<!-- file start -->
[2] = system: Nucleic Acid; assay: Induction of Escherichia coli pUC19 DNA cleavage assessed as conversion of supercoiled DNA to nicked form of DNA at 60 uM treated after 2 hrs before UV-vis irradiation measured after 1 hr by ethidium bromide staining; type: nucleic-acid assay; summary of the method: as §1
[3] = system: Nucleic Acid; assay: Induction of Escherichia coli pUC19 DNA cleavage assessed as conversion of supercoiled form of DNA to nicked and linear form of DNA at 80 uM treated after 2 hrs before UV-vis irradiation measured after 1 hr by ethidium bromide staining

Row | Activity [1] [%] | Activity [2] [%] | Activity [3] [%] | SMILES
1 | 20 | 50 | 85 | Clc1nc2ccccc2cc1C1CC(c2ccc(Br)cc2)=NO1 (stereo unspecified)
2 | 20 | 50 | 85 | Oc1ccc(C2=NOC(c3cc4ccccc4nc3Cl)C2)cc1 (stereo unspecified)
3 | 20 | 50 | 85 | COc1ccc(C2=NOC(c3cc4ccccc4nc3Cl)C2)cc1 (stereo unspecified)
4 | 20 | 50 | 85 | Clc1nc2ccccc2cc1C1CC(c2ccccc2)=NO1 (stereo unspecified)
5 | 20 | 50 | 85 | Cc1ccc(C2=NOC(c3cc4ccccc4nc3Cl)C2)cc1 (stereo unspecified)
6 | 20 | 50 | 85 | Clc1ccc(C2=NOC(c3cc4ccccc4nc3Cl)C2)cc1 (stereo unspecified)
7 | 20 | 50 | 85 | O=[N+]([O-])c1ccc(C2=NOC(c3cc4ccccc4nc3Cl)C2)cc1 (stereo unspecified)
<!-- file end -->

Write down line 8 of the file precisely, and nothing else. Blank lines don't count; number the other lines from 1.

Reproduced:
5 | 20 | 50 | 85 | Cc1ccc(C2=NOC(c3cc4ccccc4nc3Cl)C2)cc1 (stereo unspecified)